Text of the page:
A Balance Sheet Balancing Act

ALM tools help CUs determine which loans best fit their balance sheets.

April 11, 2012

It doesn't take a mind reader to know one of the top questions facing credit unions: “Will we be able to increase lending this year?”

The answer is yes, says Denny DeGroote, manager of asset/liability management (ALM) for The Members Group. “Lending is expected to increase this year—but will it go to credit unions? That’s the $64,000 question. It all depends on how good of a job credit unions do in getting people in the door.”

But DeGroote’s ALM background tells him there’s more to lending than just getting bodies into the lobby: Do credit unions know how to forecast what loans will benefit them in the near- and long-term? What loans will proper use of ALM lead them to make?

But first, many credit unions have to get past certain misperceptions about ALM, says Michelle Flynn, president of Objective Advisors Inc. “Most of the time their negative association with ALM is because they’ve had a bad experience with regulators and are looking for help to avoid a repeat experience.

“Some don’t buy into it at all—they think it’s too assumption-driven and view ALM as a little black box that sits in the corner,” she continues. “Our primary goal is to demystify ALM and help credit unions see it’s the best piece of technology at their disposal for making educated, realistic forecasts about the future.”

Back to borrowing

After two years of paying down debt, consumers will be preparing to take advantage of low-cost loans, says Mark DeBree, director of ALM services at Catalyst Strategic Solutions. From a credit union perspective, auto loans are ideal.

“They’re the best bet for credit unions right now in terms of risk and return,” he says. “Auto loans don’t have the added risk of mortgages, while still offering a healthy return.”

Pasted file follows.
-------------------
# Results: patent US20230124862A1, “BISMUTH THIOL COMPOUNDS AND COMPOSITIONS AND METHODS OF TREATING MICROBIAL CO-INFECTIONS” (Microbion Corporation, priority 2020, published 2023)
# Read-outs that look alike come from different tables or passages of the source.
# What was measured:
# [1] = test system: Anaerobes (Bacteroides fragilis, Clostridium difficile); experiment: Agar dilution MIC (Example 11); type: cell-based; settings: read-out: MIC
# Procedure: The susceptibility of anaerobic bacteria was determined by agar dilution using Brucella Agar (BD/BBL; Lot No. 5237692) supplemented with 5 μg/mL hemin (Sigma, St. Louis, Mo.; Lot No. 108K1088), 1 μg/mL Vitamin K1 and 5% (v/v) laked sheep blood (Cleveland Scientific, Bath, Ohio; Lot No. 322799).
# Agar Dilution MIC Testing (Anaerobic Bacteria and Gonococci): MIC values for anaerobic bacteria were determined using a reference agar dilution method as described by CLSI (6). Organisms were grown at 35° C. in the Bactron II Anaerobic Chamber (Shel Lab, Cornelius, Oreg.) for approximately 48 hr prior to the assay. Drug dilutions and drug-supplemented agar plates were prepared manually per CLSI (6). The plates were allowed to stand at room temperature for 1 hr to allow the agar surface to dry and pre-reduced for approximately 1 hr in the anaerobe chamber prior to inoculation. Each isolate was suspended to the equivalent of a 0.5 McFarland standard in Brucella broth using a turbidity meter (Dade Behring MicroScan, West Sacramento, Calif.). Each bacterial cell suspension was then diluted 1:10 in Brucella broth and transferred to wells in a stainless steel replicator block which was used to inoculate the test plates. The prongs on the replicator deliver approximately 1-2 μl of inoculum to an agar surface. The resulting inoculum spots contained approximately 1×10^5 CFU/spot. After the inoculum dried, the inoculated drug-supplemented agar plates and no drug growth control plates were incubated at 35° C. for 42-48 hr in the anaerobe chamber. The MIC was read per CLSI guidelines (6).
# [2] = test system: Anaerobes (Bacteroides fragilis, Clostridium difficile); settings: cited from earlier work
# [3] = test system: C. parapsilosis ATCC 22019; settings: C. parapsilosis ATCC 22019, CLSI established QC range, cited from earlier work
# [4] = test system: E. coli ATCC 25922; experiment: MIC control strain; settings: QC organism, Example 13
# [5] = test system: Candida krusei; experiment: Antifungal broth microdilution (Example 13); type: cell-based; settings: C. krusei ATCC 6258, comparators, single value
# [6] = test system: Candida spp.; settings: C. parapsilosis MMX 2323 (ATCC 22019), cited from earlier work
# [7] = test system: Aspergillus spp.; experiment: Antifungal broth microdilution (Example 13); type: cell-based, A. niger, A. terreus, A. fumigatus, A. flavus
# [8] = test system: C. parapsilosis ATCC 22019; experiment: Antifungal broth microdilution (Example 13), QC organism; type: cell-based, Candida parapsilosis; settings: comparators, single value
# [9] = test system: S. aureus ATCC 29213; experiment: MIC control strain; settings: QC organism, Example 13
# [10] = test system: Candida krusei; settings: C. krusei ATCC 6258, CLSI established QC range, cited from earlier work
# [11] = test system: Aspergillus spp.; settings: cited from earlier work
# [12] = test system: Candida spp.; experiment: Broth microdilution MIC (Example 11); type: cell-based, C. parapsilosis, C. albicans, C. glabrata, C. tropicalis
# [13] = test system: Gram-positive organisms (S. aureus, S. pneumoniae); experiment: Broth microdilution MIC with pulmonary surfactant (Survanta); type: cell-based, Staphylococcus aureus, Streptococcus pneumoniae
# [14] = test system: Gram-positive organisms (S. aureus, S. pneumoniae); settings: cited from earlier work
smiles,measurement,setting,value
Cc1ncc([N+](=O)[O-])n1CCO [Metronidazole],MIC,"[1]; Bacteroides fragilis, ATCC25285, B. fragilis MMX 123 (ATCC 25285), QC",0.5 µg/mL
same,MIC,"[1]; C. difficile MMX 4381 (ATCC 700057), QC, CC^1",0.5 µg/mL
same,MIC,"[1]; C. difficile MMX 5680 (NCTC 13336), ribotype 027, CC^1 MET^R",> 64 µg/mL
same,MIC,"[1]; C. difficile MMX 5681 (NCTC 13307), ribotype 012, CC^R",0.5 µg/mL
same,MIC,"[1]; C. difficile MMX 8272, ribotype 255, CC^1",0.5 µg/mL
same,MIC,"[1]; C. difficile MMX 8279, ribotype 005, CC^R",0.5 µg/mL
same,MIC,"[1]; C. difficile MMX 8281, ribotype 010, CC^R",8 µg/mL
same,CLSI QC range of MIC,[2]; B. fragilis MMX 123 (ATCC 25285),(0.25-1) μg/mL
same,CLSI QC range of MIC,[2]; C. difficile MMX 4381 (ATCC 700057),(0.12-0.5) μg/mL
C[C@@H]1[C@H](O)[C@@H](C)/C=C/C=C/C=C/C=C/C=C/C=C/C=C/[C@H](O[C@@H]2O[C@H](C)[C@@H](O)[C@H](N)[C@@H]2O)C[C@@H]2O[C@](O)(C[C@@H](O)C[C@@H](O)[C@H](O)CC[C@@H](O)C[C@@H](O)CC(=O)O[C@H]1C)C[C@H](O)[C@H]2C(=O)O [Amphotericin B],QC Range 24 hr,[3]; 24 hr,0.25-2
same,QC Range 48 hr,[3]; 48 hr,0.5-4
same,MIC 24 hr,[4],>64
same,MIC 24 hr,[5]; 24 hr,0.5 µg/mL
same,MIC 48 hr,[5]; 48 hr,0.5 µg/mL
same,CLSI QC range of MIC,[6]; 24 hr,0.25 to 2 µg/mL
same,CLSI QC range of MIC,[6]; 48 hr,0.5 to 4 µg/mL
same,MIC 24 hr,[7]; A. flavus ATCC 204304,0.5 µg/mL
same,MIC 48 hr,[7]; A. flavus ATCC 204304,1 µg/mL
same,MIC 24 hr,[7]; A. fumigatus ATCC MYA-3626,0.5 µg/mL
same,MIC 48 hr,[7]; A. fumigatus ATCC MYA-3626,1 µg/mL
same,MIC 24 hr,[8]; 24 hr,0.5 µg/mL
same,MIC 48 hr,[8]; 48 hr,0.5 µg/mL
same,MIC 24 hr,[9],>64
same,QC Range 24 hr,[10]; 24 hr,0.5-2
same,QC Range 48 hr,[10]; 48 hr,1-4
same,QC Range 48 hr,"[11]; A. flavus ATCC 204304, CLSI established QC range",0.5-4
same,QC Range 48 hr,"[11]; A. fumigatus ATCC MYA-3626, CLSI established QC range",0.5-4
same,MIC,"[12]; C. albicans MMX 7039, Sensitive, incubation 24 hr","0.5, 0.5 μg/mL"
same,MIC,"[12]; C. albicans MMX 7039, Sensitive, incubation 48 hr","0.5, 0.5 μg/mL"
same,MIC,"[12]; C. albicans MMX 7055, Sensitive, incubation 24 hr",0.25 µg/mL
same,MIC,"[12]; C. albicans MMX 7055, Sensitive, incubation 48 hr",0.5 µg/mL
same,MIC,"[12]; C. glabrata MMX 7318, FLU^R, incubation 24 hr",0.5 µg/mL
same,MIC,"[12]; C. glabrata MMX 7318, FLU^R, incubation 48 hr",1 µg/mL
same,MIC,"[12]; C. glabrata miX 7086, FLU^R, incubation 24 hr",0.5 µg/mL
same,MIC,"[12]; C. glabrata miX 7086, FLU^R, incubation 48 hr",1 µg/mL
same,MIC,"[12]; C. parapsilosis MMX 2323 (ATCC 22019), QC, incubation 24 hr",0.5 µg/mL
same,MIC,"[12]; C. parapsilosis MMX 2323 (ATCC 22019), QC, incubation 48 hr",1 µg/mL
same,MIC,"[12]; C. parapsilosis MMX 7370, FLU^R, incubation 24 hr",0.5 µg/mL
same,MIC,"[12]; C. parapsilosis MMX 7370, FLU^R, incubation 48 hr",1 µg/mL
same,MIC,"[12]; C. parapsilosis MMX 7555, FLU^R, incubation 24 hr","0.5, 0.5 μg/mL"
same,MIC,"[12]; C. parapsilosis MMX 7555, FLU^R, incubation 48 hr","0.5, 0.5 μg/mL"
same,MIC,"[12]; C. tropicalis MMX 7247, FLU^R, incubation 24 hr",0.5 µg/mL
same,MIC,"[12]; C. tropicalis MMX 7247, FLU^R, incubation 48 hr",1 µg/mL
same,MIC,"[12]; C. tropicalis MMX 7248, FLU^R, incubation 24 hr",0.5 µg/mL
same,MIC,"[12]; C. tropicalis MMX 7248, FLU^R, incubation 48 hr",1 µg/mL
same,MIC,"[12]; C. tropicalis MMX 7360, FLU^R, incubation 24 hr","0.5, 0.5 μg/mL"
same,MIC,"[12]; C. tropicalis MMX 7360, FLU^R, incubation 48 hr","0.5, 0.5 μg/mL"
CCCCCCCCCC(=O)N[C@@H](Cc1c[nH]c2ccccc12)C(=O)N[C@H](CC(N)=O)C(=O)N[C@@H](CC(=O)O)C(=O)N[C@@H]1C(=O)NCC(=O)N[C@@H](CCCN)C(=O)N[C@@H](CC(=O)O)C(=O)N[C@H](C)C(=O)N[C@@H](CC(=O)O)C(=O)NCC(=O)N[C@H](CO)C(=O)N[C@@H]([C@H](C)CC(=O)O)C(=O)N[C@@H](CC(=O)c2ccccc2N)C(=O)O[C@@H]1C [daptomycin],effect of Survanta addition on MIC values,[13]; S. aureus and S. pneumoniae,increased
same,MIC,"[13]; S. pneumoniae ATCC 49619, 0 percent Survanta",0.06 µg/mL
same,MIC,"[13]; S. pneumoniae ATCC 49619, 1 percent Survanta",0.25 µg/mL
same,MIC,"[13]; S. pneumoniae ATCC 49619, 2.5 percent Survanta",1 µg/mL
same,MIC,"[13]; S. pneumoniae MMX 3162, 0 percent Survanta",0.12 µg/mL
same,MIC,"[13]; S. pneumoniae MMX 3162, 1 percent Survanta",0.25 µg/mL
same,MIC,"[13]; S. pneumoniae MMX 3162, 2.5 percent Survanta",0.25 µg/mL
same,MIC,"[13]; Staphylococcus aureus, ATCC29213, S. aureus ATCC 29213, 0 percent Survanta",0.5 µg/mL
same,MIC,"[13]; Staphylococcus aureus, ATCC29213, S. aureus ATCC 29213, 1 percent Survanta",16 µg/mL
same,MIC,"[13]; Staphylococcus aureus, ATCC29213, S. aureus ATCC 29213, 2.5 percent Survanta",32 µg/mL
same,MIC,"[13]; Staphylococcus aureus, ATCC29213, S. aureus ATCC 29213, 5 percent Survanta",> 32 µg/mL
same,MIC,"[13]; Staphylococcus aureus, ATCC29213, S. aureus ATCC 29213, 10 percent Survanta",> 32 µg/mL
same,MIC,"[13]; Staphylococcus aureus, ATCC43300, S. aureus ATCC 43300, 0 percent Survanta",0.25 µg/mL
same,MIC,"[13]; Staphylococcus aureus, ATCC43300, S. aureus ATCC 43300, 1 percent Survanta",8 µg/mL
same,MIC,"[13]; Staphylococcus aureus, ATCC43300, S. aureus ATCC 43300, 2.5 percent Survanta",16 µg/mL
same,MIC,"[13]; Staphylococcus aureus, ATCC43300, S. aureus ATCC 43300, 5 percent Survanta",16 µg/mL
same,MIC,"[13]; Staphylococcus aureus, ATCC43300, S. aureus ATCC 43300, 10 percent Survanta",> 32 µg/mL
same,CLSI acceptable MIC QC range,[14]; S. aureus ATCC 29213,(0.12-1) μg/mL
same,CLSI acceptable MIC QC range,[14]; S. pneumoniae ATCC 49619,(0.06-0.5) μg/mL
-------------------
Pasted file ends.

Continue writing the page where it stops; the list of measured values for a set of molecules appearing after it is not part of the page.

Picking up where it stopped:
DeBree says credit unions have gotten creative in their efforts to compete with captive finance companies and other providers. The most effective credit union niche he has seen is in indirect auto lending programs where credit unions maintain control over loan decisions.

But besides control, there’s still the matter of feasibility. “Credit unions sometimes accept loans without considering their effect on the balance sheet,” DeBree says. “They should think of themselves as portfolio managers and view that portfolio like they’d view their own 401(k): Just as you wouldn’t put all your eggs in one basket or focus on only high-risk investments, credit unions should consider which loans best fit their balance sheets.”

Flynn thinks part of scoping out feasibility is anticipating how interest rates will change. “The greatest challenge over the next couple years will be maintaining net interest margins while also preparing for the eventual increase in rates. Loans having durations in the three- to five-year range are a good fit for most credit unions.

“This intermediate term duration will allow credit unions to adjust the rates on these loans over the next several years,” she continues, “instead of being locked into longer-term loans at historically low rates.”

DeGroote also is mindful of interest-rate increases, but thinks they won’t occur before late in the year. “If they rise, it won’t be until after the election. This traditionally is the case, but it’s even more likely today given the general uncertainty of the economy.”